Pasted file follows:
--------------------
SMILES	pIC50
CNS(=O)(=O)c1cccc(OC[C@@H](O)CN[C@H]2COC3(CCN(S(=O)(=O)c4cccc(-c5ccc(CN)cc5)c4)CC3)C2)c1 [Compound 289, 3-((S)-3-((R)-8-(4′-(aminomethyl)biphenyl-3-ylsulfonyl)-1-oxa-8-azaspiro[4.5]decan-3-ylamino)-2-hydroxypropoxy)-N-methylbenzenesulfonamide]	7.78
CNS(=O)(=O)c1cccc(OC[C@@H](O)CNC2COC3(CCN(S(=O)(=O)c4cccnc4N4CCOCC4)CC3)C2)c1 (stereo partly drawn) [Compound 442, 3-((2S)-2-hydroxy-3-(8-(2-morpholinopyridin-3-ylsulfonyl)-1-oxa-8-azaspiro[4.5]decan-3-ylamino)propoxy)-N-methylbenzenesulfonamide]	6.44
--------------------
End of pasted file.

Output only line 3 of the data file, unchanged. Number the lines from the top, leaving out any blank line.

CNS(=O)(=O)c1cccc(OC[C@@H](O)CNC2COC3(CCN(S(=O)(=O)c4cccnc4N4CCOCC4)CC3)C2)c1 (stereo partly drawn) [Compound 442, 3-((2S)-2-hydroxy-3-(8-(2-morpholinopyridin-3-ylsulfonyl)-1-oxa-8-azaspiro[4.5]decan-3-ylamino)propoxy)-N-methylbenzenesulfonamide]	6.44